Visitors come from all over the world to experience a few days of the real West. Our gathering is different from others; whereas we have cowboy poetry and music presentations, we also have a chuck wagon camp where you can experience the sights, sounds, and smells of a chuck wagon camp and a large trade show where you can buy anything your heart desires or your mind can imagine as long as it’s western. In the old Cowtown Coliseum we have a ranch rodeo, a cow dog trial, and a team roping. At night, we have a western swing dance with some of the greatest swing musicians in the state of Texas.
The main thing that we are all proud is our youth programs. We have a youth poetry contest, a youth fiddling contest, and youth cooking contest. We award college scholarships to the winners of the poetry and fiddle competitions. All of us are so proud that a large number of our awardees have used these scholarships to reach a level of education that might not have been possible otherwise.
April, as most of our readers know, is National Poetry Month. What role does poetry play in your life today?
Poetry is a rhythmic art form that stirs the soul when read or listened to. I am so proud that I took the time to find the world of poetry. I am proud that the Lord allows me to express to the world how I see the heritage, traditions, and values of the cowboy way of life and help to preserve the image of our agricultural community for future generations.
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The Fence That Me and Shorty Built
Reprinted by permission of the author
We'd picked up all the fencing tools
And staples off the road.
An extra roll of “bob” wire
Was the last thing left to load.
I drew a sleeve across my face
To wipe away the dirt.
The young man who was helping me
Was tuckin' in his shirt.
I turned around to him and said,
"This fence is finally done,
With five new strands of bob wire
Shinin' proudly in the sun.
The wire is runnin' straight and tight
With every post in line.
The kinda job you're proud of,
One that stands the test of time."
The kid was not impressed at all,
He stared off into space.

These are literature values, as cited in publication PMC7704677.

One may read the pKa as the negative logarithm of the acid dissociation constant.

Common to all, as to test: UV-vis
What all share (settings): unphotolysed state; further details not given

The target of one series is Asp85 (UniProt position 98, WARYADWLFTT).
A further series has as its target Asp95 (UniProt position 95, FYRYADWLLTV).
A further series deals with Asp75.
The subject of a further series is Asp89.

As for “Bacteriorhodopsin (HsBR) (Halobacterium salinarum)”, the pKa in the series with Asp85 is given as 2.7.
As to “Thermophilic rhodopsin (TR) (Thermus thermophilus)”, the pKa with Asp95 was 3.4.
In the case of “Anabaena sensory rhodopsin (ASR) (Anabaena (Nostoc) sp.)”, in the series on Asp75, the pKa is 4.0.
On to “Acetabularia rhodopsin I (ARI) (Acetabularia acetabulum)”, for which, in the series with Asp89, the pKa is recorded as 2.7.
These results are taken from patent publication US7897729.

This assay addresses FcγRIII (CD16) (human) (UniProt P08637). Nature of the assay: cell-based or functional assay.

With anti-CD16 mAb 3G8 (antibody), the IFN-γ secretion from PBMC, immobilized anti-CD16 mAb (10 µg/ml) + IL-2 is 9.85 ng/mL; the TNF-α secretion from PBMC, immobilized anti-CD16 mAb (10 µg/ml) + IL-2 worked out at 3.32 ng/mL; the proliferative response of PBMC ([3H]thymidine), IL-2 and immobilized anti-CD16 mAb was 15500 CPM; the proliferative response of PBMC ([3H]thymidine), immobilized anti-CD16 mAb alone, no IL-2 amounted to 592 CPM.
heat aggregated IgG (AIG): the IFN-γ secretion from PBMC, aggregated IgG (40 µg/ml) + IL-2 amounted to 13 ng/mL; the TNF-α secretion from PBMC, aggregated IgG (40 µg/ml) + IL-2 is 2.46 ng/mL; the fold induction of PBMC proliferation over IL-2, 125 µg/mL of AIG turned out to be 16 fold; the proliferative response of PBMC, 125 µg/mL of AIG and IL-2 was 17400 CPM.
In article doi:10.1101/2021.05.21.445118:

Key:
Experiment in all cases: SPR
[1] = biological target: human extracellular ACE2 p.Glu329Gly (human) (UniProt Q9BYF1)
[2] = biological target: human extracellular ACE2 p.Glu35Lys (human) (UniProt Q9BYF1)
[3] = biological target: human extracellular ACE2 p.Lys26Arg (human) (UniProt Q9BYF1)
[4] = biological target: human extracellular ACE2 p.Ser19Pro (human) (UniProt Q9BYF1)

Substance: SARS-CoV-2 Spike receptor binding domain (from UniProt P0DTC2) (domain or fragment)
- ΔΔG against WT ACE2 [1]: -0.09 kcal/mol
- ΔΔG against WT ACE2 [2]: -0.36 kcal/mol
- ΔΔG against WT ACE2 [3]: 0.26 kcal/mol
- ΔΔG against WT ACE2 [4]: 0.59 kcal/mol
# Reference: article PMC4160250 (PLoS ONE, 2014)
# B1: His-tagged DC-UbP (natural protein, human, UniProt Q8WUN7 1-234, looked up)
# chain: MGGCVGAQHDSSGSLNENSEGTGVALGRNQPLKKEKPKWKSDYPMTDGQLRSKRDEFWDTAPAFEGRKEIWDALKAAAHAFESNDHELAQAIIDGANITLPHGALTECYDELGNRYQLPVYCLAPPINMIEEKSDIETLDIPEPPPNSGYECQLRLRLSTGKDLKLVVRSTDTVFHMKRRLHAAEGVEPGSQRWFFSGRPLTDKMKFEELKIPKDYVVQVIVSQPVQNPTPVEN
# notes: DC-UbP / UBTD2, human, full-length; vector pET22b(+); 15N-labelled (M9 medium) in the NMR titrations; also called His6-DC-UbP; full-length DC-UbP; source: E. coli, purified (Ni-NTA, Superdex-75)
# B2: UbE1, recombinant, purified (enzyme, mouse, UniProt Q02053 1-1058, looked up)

Reminded me of years ago,
Another time and place.
I called myself a cowboy,
I was full of buck and bawl.
I didn't think my hands would fit
Post augers and a maul.
They sent me out with Shorty
And the ranch fence building crew.
Well, I was quite insulted
And before the day was through,
I let him know that I’m a cowboy.
“This ain’t what I do.
I ain’t no dadgummed nester,
I hired out to buckaroo.”
He said, “We'll talk about that son,
When we get in tonight.
Right now you pick them augers up.
It’s either that or fight.”
Boy, I was diggin’ post holes
Faster than a Georgia mole.
But if a rock got in my way
I simply moved the hole.
So when the cowboys set the posts,
The line went in and out.
Old Shorty's face got fiery red
And I can hear him shout,
“Nobody but a fool would build
A fence that isn’t straight.
I got no use for someone who ain’t
Pullin’ his own weight.”
I thought for sure he’d hit me;
Glad he didn’t have a gun.
I looked around to find a place
Where I could duck and run.
But Shorty walked up to me
Just as calm as he could be.
Said, “Son, I need to talk to you,
Let’s find ourselves a tree.”
He rolled a Bull Durham cigarette
As we sat on the ground.
He took himself a puff or two
Then slowly looked around.
“Son, I ain’t much on schoolin’,
Didn't get too far with that.
But there’s a lot of learnin’
Hidden underneath this hat.
I got it all the hard way,
Every bump and bruise and fall.
Now some of it was easy,
But then most weren’t fun a’tall.
But one thing that I always got
From every job I’ve done,
Is do the best I can each day
And try to make it fun.
I know that bustin’ through them rocks
Ain’t what you like to do.
By gettin’ mad you’ve made it tough
On me and all the crew.
Now you hired on to cowboy
And you think you’ve got the stuff.
You told him you’re a good hand
And the boss has called your bluff.
So how’s that gonna make you look
When he comes ridin’ through,
And he asks me who dug these holes
And I say it was you.
Now we could let it go like this
And take the easy route.
But doin’ things the easy way
Ain’t what it’s all about.
The boss expects a job well done,
From every man he’s hired.
He’ll let you slide by once or twice,
Then one day you’ll get fired.
If you’re not proud of what you do,
You won’t amount to much.
You'll bounce around from job to job
Just slightly out of touch.
Come mornin’ let's re-dig those holes
And get that fence in line.
And you and I will save two jobs,
Those bein’ yours and mine.
And someday you'll come ridin’ through
And look across this land,
And see a fence that’s laid out straight
And know you had a hand
In something that’s withstood the years.
Then proud and free from guilt,
You’ll smile and say, “Boys that’s the fence
That me and Shorty built.’”